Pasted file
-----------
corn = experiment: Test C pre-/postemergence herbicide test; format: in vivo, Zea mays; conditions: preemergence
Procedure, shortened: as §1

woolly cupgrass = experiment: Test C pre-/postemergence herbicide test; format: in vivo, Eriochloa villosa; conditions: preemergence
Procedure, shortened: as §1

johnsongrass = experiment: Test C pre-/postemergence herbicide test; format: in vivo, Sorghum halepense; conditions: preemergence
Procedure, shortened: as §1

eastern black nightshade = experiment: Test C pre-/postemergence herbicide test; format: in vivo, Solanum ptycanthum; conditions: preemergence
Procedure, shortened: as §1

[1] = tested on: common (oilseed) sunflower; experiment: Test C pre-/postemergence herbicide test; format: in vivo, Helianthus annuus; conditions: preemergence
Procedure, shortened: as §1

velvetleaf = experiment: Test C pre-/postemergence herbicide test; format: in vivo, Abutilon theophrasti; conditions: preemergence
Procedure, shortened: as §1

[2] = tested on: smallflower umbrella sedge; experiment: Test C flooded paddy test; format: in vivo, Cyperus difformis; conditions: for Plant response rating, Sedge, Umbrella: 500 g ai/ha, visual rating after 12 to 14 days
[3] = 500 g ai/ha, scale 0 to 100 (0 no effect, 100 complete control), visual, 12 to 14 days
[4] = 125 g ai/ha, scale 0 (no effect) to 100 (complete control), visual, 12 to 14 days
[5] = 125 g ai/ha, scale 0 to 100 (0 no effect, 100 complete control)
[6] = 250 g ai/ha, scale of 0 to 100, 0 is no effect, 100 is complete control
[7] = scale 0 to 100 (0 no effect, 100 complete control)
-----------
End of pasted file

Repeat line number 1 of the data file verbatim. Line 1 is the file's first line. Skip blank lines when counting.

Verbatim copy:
corn = experiment: Test C pre-/postemergence herbicide test; format: in vivo, Zea mays; conditions: preemergence